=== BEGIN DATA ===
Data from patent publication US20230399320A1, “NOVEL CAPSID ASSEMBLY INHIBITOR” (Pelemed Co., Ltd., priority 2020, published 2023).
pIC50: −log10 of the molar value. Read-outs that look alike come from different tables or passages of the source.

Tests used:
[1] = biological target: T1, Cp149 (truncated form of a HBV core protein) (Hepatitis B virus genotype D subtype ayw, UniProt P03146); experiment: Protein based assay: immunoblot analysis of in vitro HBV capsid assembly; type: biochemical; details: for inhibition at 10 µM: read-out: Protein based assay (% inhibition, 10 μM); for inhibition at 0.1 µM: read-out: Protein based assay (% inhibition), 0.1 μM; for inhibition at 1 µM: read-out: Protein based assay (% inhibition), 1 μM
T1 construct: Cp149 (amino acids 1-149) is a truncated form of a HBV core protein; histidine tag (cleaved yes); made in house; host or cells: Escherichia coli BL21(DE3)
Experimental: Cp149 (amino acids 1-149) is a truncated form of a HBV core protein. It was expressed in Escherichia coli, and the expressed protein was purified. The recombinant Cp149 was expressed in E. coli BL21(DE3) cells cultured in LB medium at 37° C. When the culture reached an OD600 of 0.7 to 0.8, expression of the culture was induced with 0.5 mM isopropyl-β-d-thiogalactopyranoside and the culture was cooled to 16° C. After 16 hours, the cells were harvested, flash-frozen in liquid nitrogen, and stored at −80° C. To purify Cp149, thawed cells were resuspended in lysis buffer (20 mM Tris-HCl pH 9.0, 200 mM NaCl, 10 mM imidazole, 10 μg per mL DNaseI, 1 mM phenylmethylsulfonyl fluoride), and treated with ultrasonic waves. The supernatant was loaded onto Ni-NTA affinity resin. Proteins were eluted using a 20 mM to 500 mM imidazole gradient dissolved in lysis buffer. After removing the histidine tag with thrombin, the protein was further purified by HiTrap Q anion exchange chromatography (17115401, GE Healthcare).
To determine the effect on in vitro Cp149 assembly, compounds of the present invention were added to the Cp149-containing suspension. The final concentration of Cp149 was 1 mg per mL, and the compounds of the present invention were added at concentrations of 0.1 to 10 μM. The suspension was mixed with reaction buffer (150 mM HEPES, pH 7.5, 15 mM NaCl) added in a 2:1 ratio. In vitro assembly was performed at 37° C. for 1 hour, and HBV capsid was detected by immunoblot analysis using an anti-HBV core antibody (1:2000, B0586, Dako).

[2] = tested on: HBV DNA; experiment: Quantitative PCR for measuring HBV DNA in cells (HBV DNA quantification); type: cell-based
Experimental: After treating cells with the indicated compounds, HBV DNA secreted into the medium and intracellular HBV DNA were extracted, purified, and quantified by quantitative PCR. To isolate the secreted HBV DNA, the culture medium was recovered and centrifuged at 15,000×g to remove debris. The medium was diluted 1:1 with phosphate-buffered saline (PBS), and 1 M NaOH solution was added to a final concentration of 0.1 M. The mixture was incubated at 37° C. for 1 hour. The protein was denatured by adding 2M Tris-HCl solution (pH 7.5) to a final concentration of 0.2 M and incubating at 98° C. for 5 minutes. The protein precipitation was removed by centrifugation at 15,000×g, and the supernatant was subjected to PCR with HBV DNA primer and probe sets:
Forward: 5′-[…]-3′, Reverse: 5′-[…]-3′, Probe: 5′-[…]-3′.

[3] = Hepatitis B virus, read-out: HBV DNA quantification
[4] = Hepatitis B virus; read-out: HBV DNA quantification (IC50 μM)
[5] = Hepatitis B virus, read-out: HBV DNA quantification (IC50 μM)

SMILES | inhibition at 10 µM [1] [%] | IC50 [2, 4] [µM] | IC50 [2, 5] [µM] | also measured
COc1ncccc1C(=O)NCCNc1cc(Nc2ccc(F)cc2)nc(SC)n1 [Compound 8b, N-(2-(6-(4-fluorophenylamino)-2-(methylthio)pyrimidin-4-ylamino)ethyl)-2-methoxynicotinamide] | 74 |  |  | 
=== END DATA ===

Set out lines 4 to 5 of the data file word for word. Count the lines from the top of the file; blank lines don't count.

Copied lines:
[1] = biological target: T1, Cp149 (truncated form of a HBV core protein) (Hepatitis B virus genotype D subtype ayw, UniProt P03146); experiment: Protein based assay: immunoblot analysis of in vitro HBV capsid assembly; type: biochemical; details: for inhibition at 10 µM: read-out: Protein based assay (% inhibition, 10 μM); for inhibition at 0.1 µM: read-out: Protein based assay (% inhibition), 0.1 μM; for inhibition at 1 µM: read-out: Protein based assay (% inhibition), 1 μM
T1 construct: Cp149 (amino acids 1-149) is a truncated form of a HBV core protein; histidine tag (cleaved yes); made in house; host or cells: Escherichia coli BL21(DE3)